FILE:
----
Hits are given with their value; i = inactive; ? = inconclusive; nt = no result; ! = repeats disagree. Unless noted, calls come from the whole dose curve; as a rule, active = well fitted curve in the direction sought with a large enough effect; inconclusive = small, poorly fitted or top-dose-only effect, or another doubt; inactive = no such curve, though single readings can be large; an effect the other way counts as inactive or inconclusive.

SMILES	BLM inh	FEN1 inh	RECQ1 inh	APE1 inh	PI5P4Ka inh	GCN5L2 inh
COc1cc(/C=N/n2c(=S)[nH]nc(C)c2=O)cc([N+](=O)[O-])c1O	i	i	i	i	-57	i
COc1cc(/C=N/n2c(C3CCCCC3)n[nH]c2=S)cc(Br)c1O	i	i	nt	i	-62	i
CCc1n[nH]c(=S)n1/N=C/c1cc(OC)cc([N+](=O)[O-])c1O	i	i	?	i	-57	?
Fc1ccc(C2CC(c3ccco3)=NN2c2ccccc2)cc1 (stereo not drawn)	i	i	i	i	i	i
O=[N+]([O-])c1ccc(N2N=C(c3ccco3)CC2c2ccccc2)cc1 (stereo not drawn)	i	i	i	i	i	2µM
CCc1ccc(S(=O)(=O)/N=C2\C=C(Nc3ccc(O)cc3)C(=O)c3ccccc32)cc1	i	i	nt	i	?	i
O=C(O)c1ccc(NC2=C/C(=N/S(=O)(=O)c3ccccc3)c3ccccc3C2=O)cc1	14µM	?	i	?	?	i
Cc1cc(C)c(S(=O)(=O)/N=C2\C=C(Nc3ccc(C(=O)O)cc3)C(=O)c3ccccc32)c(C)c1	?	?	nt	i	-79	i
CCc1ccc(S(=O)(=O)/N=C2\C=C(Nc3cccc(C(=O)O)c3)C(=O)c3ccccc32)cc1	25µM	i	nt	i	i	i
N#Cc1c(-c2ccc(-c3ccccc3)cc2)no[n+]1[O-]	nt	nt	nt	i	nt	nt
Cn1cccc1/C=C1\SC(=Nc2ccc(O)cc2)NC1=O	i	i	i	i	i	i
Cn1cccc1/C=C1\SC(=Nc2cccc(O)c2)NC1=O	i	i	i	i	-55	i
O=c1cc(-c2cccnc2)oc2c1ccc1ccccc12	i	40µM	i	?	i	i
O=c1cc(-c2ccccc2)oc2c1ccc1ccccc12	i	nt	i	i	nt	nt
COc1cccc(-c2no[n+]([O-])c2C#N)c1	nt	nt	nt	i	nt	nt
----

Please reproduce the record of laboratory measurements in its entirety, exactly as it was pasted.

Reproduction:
Hits are given with their value; i = inactive; ? = inconclusive; nt = no result; ! = repeats disagree. Unless noted, calls come from the whole dose curve; as a rule, active = well fitted curve in the direction sought with a large enough effect; inconclusive = small, poorly fitted or top-dose-only effect, or another doubt; inactive = no such curve, though single readings can be large; an effect the other way counts as inactive or inconclusive.

SMILES	BLM inh	FEN1 inh	RECQ1 inh	APE1 inh	PI5P4Ka inh	GCN5L2 inh
COc1cc(/C=N/n2c(=S)[nH]nc(C)c2=O)cc([N+](=O)[O-])c1O	i	i	i	i	-57	i
COc1cc(/C=N/n2c(C3CCCCC3)n[nH]c2=S)cc(Br)c1O	i	i	nt	i	-62	i
CCc1n[nH]c(=S)n1/N=C/c1cc(OC)cc([N+](=O)[O-])c1O	i	i	?	i	-57	?
Fc1ccc(C2CC(c3ccco3)=NN2c2ccccc2)cc1 (stereo not drawn)	i	i	i	i	i	i
O=[N+]([O-])c1ccc(N2N=C(c3ccco3)CC2c2ccccc2)cc1 (stereo not drawn)	i	i	i	i	i	2µM
CCc1ccc(S(=O)(=O)/N=C2\C=C(Nc3ccc(O)cc3)C(=O)c3ccccc32)cc1	i	i	nt	i	?	i
O=C(O)c1ccc(NC2=C/C(=N/S(=O)(=O)c3ccccc3)c3ccccc3C2=O)cc1	14µM	?	i	?	?	i
Cc1cc(C)c(S(=O)(=O)/N=C2\C=C(Nc3ccc(C(=O)O)cc3)C(=O)c3ccccc32)c(C)c1	?	?	nt	i	-79	i
CCc1ccc(S(=O)(=O)/N=C2\C=C(Nc3cccc(C(=O)O)c3)C(=O)c3ccccc32)cc1	25µM	i	nt	i	i	i
N#Cc1c(-c2ccc(-c3ccccc3)cc2)no[n+]1[O-]	nt	nt	nt	i	nt	nt
Cn1cccc1/C=C1\SC(=Nc2ccc(O)cc2)NC1=O	i	i	i	i	i	i
Cn1cccc1/C=C1\SC(=Nc2cccc(O)c2)NC1=O	i	i	i	i	-55	i
O=c1cc(-c2cccnc2)oc2c1ccc1ccccc12	i	40µM	i	?	i	i
O=c1cc(-c2ccccc2)oc2c1ccc1ccccc12	i	nt	i	i	nt	nt
COc1cccc(-c2no[n+]([O-])c2C#N)c1	nt	nt	nt	i	nt	nt